Once again Montréal was the scene of it’s much beloved annual fistfight between students/activists and the city’s police, leading to a record-breaking 250 tickets being handed out, an as yet undetermined number arrests and several officers taken to hospital for treatment.
Mayor Applebaum could not be reached for comment, but a pre-typed statement indicated he had absolutely nothing to do with unethical and preferential re-zoning legislation, resulting in a multi-million dollar residential development project he most assuredly did not personally benefit from. His press-attaché noted that he had recently become an admirer of MP Peter Penashue’s method of answering unscripted questions from the public.
I kid – no one asked him what he thought.
Who could possibly care – all this was expected anyways.
The Anti-Police Brutality Coalition’s seventeenth annual anti-police brutality march was over pretty much before it got started, which I can imagine any sensible person might suppose, given the heightened police presence in general as a consequence of long-running and utterly futile demonstrations against education-specific austerity measures employed by our most recent minority separatist youth-parliament.
In fact, it seems as though police from the GTA were called in to bolster SQ and SPVM ranks, something I’m sure didn’t sit all too well with a bunch of activists who are convinced of a broad state conspiracy in which all police forces are working together to clamp down on dissent etc. etc.
Yes, we live in more of a conservative state than we’re generally used to, but it is not a police state.
And though the Montréal police do not have the best of reputations when it comes to apparent ‘over-zealousness’ (to use a term recently batted about the local press) in dealing with demonstrators, to do have a very real problem killing people needlessly, be they poor, young, immigrants or orderlies walking to work on a sunny summer morning.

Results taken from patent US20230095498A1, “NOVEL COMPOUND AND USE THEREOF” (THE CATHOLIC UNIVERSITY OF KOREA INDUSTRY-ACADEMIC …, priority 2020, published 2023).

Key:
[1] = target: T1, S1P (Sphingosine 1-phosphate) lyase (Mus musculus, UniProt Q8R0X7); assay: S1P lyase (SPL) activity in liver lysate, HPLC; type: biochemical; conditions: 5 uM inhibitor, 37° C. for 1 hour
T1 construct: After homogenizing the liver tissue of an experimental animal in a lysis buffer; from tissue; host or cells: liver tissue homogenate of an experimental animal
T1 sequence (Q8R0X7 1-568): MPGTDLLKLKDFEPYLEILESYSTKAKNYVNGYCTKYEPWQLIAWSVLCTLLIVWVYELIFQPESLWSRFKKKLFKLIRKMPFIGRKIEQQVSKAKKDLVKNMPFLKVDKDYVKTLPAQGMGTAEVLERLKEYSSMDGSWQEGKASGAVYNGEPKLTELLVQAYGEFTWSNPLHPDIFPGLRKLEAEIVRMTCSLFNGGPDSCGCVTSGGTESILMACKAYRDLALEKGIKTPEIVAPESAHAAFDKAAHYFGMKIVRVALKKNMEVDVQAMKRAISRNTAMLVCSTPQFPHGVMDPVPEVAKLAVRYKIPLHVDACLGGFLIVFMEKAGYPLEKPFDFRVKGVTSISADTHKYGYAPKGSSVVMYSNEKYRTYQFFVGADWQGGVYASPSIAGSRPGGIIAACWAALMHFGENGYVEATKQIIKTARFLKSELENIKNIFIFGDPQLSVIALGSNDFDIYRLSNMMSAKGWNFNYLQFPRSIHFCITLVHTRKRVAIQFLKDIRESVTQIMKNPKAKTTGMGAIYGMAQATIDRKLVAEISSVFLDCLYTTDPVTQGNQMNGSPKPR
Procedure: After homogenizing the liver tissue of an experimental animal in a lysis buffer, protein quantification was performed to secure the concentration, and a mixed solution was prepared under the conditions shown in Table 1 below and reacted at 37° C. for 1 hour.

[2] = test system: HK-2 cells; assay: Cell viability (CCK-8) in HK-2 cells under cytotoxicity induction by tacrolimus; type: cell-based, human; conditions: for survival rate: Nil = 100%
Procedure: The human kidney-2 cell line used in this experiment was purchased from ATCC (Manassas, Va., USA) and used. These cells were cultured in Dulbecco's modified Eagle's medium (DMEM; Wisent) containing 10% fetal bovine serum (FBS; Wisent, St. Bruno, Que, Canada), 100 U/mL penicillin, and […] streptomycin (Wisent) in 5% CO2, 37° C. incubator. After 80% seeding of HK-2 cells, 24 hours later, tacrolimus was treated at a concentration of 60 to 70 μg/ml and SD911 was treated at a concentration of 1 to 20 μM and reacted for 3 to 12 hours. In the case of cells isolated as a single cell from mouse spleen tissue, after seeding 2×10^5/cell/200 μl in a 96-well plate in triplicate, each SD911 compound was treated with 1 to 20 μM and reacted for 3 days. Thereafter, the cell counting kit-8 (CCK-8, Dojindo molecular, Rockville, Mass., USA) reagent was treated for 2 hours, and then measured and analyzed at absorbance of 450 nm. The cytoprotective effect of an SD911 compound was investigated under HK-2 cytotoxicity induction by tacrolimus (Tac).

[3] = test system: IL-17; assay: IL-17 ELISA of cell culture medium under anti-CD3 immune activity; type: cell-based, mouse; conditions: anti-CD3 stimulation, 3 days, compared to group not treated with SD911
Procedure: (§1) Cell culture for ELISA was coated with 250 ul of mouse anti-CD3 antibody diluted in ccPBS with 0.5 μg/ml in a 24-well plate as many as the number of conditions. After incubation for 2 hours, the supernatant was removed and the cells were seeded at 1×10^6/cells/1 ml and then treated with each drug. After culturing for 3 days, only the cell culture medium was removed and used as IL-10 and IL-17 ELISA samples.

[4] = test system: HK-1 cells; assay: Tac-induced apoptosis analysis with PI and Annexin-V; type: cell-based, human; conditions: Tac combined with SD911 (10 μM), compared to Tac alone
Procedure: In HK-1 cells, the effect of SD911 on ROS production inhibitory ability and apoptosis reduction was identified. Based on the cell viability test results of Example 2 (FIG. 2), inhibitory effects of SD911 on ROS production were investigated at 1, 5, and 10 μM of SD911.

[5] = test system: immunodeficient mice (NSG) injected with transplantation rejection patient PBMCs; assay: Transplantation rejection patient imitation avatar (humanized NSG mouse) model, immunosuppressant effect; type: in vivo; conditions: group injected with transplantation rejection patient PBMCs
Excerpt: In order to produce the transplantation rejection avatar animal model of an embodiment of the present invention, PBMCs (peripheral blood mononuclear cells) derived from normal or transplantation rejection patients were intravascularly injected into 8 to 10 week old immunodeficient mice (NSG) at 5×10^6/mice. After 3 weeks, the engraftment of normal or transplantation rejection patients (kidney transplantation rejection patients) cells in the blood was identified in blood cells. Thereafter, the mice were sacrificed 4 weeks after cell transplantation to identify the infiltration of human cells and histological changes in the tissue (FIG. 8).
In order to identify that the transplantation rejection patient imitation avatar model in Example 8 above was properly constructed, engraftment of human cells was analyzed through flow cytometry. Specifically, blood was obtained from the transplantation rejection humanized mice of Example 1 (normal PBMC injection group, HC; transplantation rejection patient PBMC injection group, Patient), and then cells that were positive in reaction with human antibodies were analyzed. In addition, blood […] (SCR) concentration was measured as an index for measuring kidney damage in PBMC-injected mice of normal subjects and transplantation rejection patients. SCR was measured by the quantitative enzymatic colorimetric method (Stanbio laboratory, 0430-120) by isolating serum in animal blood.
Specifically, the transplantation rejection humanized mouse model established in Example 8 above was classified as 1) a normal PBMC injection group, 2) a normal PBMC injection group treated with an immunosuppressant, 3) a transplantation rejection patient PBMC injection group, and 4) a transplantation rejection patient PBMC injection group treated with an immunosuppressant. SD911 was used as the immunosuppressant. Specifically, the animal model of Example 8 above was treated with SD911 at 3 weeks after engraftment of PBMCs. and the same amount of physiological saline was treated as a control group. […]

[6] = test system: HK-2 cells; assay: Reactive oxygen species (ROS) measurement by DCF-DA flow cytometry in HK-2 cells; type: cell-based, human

That said, the COBP should know better by now that they have no hope of holding any kind of peaceful demonstration if the people they attract have no actual interest in having a peaceful demonstration.
Among other things, they know full well that the law states the planned march/demo needs to be approved by the SPVM ahead of time. While I’m certain the opinion of the membership is that doing so would be a waste of time, I’m also willing to bet they didn’t bother just to cover their own ass.
In any event, apparently the cops were more than ready for it and employed what I would consider to be excessive force in quickly dispersing an already illegal demonstration. Considering the actions of some of the protestors (but by no means a small number) – including blocking irate drivers rather than simply letting them pass – police action doubtless had the tacit approval of the working classes too busy getting on with their jobs to participate.